Does Your Elderly Parent Have an Eating Disorder?
Eating disorders have become rampant in the Digital Age, affecting both men and women, ages ranging from the teenage years to early adulthood. These disorders appear less evident, however, in the middle-aged and the elderly. According to statistics back in 2012, 13 percent of American women over the age of 50 manifested eating disorder symptoms within the past five years of their lives.
Causes of Disorder in the Elderly
Treatment for eating disorders can no doubt help middle-aged or elderly individuals to conquer their eating disorders. Their condition likely stems from career or family changes during middle age. In later ages, on the other hand, retirement, family or friend deaths, or need for a caretaker can lead to eating disorders because the individual desires to control something, which can be the body.
Difficult to Detect Disorders
Eating disorders can be harder to detect in older people sadly due to the misconception that anorexia and other conditions of the sort affect only young people. These disorders can affect people of any age group. At the same time, the elderly experience the aging process. The symptoms of aging can be mistaken for signs of eating disorders and vice versa.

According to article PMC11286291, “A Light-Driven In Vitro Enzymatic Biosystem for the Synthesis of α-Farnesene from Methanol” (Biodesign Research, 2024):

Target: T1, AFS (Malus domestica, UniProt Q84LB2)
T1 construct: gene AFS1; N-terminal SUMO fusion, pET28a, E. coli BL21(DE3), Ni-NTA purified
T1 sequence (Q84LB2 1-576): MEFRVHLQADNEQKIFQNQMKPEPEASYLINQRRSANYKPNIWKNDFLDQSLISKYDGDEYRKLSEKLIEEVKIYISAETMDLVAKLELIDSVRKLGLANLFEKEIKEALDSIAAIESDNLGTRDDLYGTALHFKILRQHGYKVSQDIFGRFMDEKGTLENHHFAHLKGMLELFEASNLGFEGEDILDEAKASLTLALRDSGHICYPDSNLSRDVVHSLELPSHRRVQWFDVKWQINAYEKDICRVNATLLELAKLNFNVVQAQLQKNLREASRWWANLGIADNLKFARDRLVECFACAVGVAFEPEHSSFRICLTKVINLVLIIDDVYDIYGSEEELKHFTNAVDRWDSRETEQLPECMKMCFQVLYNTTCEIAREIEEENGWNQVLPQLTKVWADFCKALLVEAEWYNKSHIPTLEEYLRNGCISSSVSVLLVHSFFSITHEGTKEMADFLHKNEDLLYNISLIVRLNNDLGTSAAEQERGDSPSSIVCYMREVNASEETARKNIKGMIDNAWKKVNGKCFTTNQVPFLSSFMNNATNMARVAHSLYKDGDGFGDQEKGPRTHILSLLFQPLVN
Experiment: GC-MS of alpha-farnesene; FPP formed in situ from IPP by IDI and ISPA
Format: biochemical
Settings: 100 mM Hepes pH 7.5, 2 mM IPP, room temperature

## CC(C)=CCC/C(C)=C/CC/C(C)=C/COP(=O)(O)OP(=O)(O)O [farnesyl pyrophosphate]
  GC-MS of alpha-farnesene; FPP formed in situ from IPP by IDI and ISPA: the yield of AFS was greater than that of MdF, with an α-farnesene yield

With this, you may have concerns regarding your parent or parents. Because of the symptoms that aging and eating disorders share, you can keep yourself from jumping to conclusions before observing or researching further. You can first take a look at the medical condition of your parent which may explain any weight loss, limited eating habits, or being overweight.
Observe Eating Habits
You can observe your parent or parents during mealtimes to gain a better understanding of their condition. Whatever barriers you can find, along with the medical research you made, you can bring all that you know to an eating disorder expert. When a disorder is confirmed, you can then seek treatment from professionals like EDCare to defeat the problem quickly.
Approach your parent with care and gentleness, and he or she can recover from an eating disorder with your help.